The overall message that I got from the film is that democratic centrist capitalism is in trouble completing with the Chinese-Russian model (that of a rigid one-race, one-religion, one-thought, one-party, etc authoritarian society) and eventually the 21st century might become a long stalemate between the Anglosphere model and the Chinese-Russian model. Same as when China was engaged in historical stalemates with other geographic rivals long, long back in the Middle ages or such.
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if you grew up in such a society, or in such a culture, you would never even get a sense of what strict coercion means.
i still do not entirely understand how not to be the ways that i am, because of how i was raised. and i will say, as sad as one sees the Chinese workers' lives... they work hard now, because they can see a future where their grandchildren will not have to work as they do.
for me, watching the documentary made me sad for the Americans... who seemed not to share in that kind of hope.
That the Chinese workers are fed on a lie that their children and grandchildren will do better instead of continuing to be poor slaves in a dictatorship just like their ancestors, it honestly makes it more sad to me. It's so clearly false, and yet they truly believe it. Alas.
The American workers are in a different situation though in that they're actively losing democracy and prosperity, but they're clear-eyed about it and... I don't know if that's better?
Is it better to be ignorant of future pain so as to not worry about it, or better to know future pain as to prepare for it? I genuinely can't say. I really can't.
I'll be brutally honest and say that I lived in a society under the Chinese-Russian model than with absolute certainty I'd have committed suicide long before my current age, probably before age 21.
I would honestly argue that from a utilitarian level suicide would be a factually better outcome for me in happiness terms: nonexistence in terms of alleviating pain would be better than existing in constant pain.
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i think, foxxy, that you are mistaken.
...they already are doing better, than their ancestors. and, i have seen, already, the progress they are making. you say, you think they are poor slaves in a dictatorship.
i tell you the truth, foxxy... from what i have seen, in my trips to the Mainland, and Japan, and Taiwan, and Korea... the future for the people you call poor slaves in a dictatorship will be brighter than our own, if we continue to believe we are so far superior.
do not mistake their brutal labor for slavery. i can say, they do not mistake our relatively idle lives, for freedom.
i think, that one even can discuss things like "utilitarian suicide" in terms of strictly one's own happiness is a very individualistic, western mentality. it is a privilege, in some respects that nonexistence and alleviating of pain can be placed in a higher position in one's hierarchy than completely sacrificing of yourself, to build for one's family.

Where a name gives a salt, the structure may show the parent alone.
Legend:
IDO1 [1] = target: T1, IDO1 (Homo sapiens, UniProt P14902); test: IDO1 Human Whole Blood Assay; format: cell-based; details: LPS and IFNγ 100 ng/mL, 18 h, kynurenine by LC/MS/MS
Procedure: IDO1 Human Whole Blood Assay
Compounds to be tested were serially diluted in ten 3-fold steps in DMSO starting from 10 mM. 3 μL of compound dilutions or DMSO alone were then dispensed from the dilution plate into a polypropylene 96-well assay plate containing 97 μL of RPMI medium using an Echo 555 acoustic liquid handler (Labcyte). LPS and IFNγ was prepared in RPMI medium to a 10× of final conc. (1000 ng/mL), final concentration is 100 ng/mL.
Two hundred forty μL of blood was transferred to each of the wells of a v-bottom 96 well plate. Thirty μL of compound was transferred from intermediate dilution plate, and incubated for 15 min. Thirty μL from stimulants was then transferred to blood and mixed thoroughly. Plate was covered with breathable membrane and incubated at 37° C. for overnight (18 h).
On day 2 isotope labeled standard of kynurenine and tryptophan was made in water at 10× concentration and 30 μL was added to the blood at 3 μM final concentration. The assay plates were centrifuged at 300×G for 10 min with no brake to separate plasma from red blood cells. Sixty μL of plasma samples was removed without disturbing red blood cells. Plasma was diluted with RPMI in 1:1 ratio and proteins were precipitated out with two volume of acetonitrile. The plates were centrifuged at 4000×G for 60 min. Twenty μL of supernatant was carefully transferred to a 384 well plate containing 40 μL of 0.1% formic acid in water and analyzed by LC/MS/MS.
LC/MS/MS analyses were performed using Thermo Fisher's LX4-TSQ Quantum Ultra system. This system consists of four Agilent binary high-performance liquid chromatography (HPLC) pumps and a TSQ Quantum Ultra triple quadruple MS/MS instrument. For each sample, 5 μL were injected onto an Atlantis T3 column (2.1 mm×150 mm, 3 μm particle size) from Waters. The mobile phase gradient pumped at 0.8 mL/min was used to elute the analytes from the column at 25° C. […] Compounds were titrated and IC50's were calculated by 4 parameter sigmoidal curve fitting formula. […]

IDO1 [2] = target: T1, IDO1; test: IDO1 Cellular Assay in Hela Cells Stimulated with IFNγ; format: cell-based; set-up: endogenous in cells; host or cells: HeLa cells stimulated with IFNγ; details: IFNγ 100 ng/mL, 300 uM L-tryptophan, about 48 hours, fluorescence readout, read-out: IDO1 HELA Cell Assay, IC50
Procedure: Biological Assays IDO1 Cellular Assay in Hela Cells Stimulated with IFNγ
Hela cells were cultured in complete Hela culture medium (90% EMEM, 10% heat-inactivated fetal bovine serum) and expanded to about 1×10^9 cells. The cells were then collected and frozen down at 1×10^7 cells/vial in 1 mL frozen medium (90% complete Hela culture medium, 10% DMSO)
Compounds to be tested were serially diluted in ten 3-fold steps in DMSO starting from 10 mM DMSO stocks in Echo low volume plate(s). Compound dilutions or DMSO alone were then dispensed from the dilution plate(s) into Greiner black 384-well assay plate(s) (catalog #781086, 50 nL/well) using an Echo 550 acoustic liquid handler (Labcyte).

after all, what is the difference, between taking one's own life for nothing, and using one's own life completely, for something? it seems a simple answer to us, if we think as Westerners do: i don't want to suffer, and to waste my life suffering for fruits i will never enjoy makes no sense.
but, in the more Eastern mentality, if one thinks one's life will be but suffering and wishes to waste it, one may as well use it completely up then, building for the next generation.
my own family is like this, and i am in the United States: we are American. We are not subject to any dictatorship: we weren't either, in Taiwan.
But my grandparents enjoyed little personal happiness. My parents neither. And nor shall i. The time has not come for these things. There is, for now, the building: the strength of the family must improve, and enough trees must be planted now that all future generations will have shade enough.
while there is opportunity to plant trees, we plant. while there is opportunity to tend to trees, we tend. and sometimes that means working in a factory. or being a lawyer by day and being a sandwich maker at night. pain begins to lose its meaning, if one lives for a greater purpose than oneself, i think. or at least, this is how i was raised... maybe.
I simply cannot see that it's ethically right to put all of the value on the total community and so little if not none to the individual to where nobody is allowed to actually think their own thoughts and dream their own dreams: the only goodness allowed is to be artificially forced into one.
Humanity is a rainbow. Humanity is rich in its diversity. It's spread. It's ability to dream big. Why must we be forced into a singular inky blackness? How is that not despair in every way?
In terms of death, what is death if not an escape from the prison of life, if it must be a prison?
If one is born inferior in the eyes of the community, and if the community condemns one as being a drain and parasite due to taking in more resources than you make... I cannot imagine such an existence... I simply can't...
I don't see life in the Chinese-Russian model. All I see is slavery. Hatred. Oppression. Death.